(5) The information recording/reproducing apparatus 100 could, in a case, be made compatible even with three or more wavelengths. In this case, it would be effective to use a spherical aberration compensator jointly with one of the two light sources, whereby compatibility even with, for example, CD formats, can be provided.

Other Embodiments

The present invention is not limited to the above-described embodiment; it can be expanded or modified to other embodiments. Expanded or modified embodiments are also included in the technical scope of the present invention.

(1) While the optical component manufacturing method is disclosed taking a doublet objective lens as an example, this method is also applicable to the manufacture of other types of optical components. This above-disclosed method teaches that as long as a plurality of optical components are combined together with adjacent ones of their surfaces contacting each other, one of these optical components can be used as a mold tool for another to manufacture a final optical product.
(2) While the objective lens is manufactured in the order of the second and first lenses, this order may be reversed in some cases. If the glass transition point of a first prepared optical component is higher (more heat resistant in a broader sense) than that of a next prepared optical component, then the first prepared optical component can be used as a mold tool for fabrication of the next optical product.
(3) The number of optical components is not limited to two. A combination of three or more optical components can be manufactured. For example, an achromatic triplet lens can be made. Even in the case of combining three or more optical components together, if fabrication of one of the optical components having a higher glass transition point precedes that of a next optical component, the first fabricated optical component can be used as a mold tool for the next. As an alternative, these optical components can be sequentially laminated one upon another. As another alternative, first and second ones of these optical components can be prepared separately to be used as the upper and lower mold halves for a third optical component, whereby the third optical component can be interposed therebetween to fabricate a finished optical product. In the latter alternative, the magnitude of the glass transition point of each of the first and second optical components is not so critical.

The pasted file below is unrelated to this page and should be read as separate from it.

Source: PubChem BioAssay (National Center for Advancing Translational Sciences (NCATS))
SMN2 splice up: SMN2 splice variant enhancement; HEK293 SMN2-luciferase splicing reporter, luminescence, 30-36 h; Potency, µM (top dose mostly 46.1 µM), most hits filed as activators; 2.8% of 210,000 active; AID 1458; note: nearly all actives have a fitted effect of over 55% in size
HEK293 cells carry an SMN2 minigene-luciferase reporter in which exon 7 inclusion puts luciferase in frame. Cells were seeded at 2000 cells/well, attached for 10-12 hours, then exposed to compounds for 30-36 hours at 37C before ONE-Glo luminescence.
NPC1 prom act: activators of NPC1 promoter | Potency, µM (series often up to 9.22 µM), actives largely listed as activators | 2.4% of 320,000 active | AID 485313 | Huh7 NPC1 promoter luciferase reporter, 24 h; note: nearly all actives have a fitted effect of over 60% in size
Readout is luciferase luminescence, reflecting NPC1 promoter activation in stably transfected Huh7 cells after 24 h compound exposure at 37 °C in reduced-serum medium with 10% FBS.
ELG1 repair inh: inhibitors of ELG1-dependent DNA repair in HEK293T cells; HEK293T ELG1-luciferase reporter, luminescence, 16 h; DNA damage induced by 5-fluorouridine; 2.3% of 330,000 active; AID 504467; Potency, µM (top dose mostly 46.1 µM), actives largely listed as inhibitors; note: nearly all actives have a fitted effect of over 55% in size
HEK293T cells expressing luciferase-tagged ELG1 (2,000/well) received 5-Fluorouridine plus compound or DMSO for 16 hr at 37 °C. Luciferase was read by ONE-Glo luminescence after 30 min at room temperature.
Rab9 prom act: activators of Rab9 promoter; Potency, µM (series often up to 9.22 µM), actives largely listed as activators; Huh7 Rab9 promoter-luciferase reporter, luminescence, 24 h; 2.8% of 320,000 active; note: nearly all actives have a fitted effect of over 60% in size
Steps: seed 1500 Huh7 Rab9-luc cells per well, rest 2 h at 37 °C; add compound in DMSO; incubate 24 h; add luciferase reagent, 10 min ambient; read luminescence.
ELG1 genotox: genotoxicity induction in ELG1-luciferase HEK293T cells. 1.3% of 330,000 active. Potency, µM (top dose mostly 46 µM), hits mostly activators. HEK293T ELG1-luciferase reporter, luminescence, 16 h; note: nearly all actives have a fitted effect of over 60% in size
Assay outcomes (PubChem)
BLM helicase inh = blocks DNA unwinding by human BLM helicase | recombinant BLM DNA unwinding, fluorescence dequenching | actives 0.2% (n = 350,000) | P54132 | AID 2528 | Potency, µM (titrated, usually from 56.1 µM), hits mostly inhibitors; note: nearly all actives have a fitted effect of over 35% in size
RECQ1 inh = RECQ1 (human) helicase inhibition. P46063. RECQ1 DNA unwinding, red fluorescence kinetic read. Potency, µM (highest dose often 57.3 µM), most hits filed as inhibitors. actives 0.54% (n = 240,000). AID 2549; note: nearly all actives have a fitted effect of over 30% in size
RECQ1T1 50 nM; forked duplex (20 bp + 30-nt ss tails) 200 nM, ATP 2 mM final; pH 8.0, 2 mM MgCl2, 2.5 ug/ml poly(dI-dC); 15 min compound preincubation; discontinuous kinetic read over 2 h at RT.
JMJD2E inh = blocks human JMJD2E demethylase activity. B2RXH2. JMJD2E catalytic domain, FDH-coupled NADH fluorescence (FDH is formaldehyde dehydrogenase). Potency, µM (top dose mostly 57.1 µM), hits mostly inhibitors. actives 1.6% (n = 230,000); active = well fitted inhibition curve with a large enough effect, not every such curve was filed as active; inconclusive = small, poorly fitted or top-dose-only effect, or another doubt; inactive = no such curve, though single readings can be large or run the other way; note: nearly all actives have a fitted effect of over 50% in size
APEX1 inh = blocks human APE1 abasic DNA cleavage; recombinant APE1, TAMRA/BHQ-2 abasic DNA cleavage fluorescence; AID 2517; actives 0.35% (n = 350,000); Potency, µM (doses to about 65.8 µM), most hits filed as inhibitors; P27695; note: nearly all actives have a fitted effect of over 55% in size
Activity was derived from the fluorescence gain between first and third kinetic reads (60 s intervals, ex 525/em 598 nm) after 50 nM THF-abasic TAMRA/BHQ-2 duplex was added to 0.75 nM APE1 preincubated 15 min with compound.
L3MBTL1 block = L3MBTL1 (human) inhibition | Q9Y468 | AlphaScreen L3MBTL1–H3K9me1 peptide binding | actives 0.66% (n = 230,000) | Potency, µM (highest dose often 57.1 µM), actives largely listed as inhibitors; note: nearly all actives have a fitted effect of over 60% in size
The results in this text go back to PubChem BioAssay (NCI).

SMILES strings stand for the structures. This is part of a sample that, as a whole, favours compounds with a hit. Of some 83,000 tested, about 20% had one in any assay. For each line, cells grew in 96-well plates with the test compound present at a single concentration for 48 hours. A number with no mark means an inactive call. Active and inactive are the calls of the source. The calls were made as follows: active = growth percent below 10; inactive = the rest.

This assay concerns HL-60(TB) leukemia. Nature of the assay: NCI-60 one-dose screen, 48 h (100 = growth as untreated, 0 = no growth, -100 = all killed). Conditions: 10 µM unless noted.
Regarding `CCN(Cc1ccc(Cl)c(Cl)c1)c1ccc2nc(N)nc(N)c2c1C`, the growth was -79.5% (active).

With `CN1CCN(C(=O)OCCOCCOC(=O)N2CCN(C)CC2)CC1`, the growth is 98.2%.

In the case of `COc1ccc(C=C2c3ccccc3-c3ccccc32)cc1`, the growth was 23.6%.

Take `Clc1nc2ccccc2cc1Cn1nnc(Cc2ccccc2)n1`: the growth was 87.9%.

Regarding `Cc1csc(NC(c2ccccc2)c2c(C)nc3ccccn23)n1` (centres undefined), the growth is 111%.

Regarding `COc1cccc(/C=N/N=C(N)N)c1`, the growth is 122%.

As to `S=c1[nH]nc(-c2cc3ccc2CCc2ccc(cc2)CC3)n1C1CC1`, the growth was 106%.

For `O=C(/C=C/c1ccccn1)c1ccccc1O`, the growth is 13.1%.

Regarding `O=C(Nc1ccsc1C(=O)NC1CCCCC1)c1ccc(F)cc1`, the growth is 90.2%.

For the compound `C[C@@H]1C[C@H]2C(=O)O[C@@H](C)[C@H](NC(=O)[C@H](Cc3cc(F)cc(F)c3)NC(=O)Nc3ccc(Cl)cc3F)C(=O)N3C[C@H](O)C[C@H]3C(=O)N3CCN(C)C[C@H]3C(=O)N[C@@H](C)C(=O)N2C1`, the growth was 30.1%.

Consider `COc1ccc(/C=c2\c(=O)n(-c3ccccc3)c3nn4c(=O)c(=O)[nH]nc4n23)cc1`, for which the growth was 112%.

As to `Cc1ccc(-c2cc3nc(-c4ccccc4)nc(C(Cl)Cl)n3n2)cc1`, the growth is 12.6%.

(4) Note that the information recording/reproducing apparatus may be of either a fixed type in which optical recording media are normally installed or a removable type in which optical recording media are detachably installed. In the case of the removable type, the information recording/reproducing apparatus is provided with optical recording medium holding means such as a stage (table) to hold the optical recording medium or media.

Although the invention having been described hereinabove in its preferred form with a certain degree of particularity, other changes, variations, combinations and sub-combinations are possible therein. It is therefore to be understood that modifications will be practiced otherwise than as specifically described herein without departing from the scope and spirit of the present invention.

Patent Citations
Cited PatentFiling datePublication dateApplicantTitle
US3774991 *Dec 20, 1971Nov 27, 1973Nippon Kogaku KkAchromatic telephoto objective lens
US6028720 *Dec 7, 1998Feb 22, 2000Jos. Schneider Optische Werke Kreuznach Gmbh & Co. KgHigh resolution objective for large-format photography
US6388822 *Jun 19, 2000May 14, 2002Sharp Kabushiki KaishaOptical pickup device and optical recording medium
US6413894 *Apr 27, 1999Jul 2, 2002Hoya CorporationOptical glass and optical product
US6424465 *Dec 14, 2000Jul 23, 2002Nikon CorporationFront tele-converter, and front tele-converter having vibration-reduction function
US6856587 *Jul 29, 2002Feb 15, 2005Lg Electronics Inc.Optical pickup and optical recording/reproducing apparatus using the same
Referenced by
Citing PatentFiling datePublication dateApplicantTitle
US7411742 *Mar 26, 2007Aug 12, 2008Sekonix Co., Ltd.Focusing lens for LED
US8233371 *Dec 27, 2006Jul 31, 2012Panasonic CorporationObjective lens, optical head and optical disc device
Classifications
U.S. Classification359/719, 359/717, 369/112.01, G9B/7.121
International ClassificationG11B7/125, G02B13/18, G11C7/00, G02B13/00, G11B7/135, G11B7/00
Cooperative ClassificationG11B2007/13727, G11B7/1275, G11B2007/0006, G11B7/1374
European ClassificationG11B7/1374, G11B7/1275
Legal Events
DateCodeEventDescription
Jul 20, 2010FPExpired due to failure to pay maintenance fee
Effective date: 20100530
May 30, 2010LAPSLapse for failure to pay maintenance fees
Jan 4, 2010REMIMaintenance fee reminder mailed
Jun 17, 2003ASAssignment
Owner name: SONY CORPORATION, JAPAN
Free format text: ASSIGNMENT OF ASSIGNORS INTEREST;ASSIGNORS:MIZUNO, TAKESHI;YAMADA, TAKATOSHI;REEL/FRAME:014198/0762;SIGNING DATES FROM 20030526 TO 20030603